Shot in South West England, Fear the Invisible Man is set in the late 1890s and "follows Adeline, a young British woman who provides shelter to an old medical school colleague, a man who has somehow turned himself invisible. As his isolation grows and his sanity frays, he schemes to create a reign of wanton murder and terror across the city--and Adeline's the only one who knows he even exists," Deadline wrote.



Books & Authors

Awards: Richell Emerging Writers Winner; Diagram Oddest Title Shortlist

Susannah Begbie won the 2022 Richell Prize for Emerging Writers, which aims "to unearth, support and nurture new Australian writing talent," for her fiction manuscript When Trees Fall Without Warning. Founded in honor of the late Hachette Australia CEO Matt Richell, the award is sponsored by Hachette Australia and the Richell family, in partnership with the Emerging Writers' Festival and Pedestrian TV. Begbie receives A$10,000 (about US$6,410), along with a 12-month mentorship with Hachette Australia. 

Fiona Hazard, Hachette Australia Group publishing director, noted that the writers on the shortlist "were all of a very high standard and this compelled the judges to award a Highly Commended" to The Little Ones by Anne Myers. "We hope that this recognition will encourage Anne to continue her writing journey."

Noting that this year's winner "is a deserving recipient," Hazard said Begbie "impressed the judges with her work of fiction, When Trees Fall Without Warning. This narrative is such a clever twist on exploring the lengths people will go when it comes to money, and the family dynamics that propel the story left all the judges wanting to read more. We're thrilled that we can now mentor Susannah and hope that winning the prize will give her the time and space to finish writing the book so it can be shared with readers."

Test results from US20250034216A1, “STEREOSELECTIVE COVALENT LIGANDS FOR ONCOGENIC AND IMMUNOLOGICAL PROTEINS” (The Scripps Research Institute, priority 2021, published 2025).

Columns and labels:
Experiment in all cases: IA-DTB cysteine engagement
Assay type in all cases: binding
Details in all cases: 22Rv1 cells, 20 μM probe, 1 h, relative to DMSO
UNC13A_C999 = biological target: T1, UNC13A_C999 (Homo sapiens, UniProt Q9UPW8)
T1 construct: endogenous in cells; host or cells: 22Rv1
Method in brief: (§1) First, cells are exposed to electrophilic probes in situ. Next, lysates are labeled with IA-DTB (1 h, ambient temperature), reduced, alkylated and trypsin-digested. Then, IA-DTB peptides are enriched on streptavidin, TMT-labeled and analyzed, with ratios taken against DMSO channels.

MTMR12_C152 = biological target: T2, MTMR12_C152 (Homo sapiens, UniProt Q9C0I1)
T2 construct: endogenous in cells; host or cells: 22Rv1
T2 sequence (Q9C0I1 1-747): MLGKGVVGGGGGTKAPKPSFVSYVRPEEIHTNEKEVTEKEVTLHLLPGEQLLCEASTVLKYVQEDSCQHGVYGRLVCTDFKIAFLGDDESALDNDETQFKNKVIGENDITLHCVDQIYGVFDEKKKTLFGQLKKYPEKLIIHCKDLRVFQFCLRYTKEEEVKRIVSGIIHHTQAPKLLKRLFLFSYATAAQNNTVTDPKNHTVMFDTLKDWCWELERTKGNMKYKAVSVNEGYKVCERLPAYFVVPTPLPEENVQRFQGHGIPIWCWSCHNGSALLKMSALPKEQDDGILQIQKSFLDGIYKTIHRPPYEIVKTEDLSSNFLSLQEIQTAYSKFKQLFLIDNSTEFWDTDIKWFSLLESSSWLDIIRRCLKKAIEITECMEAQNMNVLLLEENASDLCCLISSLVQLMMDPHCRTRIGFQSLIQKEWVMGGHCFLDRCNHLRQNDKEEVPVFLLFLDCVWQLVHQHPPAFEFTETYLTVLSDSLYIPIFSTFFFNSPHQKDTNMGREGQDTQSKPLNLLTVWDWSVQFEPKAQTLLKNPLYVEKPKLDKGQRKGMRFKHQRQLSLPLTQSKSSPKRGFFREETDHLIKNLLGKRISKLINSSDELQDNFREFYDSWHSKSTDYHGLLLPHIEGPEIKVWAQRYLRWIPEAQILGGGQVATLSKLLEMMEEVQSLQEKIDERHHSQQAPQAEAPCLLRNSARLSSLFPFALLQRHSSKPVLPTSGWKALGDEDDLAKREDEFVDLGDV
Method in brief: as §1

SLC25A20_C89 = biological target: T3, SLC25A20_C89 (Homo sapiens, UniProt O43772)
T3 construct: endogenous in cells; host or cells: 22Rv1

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A six-book shortlist has been released for the Bookseller Diagram Prize for the Oddest Book Title of the Year. The award was conceived in 1978 by Trevor Bounford and Bruce Robertson, co-founders of publishing solutions firm the Diagram Group, as a way to avoid boredom at the Frankfurt Book Fair. The winning title will be chosen by members of the public via an online vote, and a winner announced December 2. This year's shortlisted titles are:

Frankenstein Was a Vegetarian: Essays on Food Choice, Identity and Symbolism by Michael Owen Jones
The Many Lives of Scary Clowns: Essays on Pennywise, Twisty, the Joker, Krusty and More by Ron Riekki
Jane Austen and the Buddha: Teachers of Enlightenment by Kathryn Duncan
RuPedagogies of Realness: Essays on Teaching and Learning With RuPaul's Drag Race by Lindsay Bryde & Tommy Mayberry
Smuggling Jesus Back into the Church by Andrew Fellows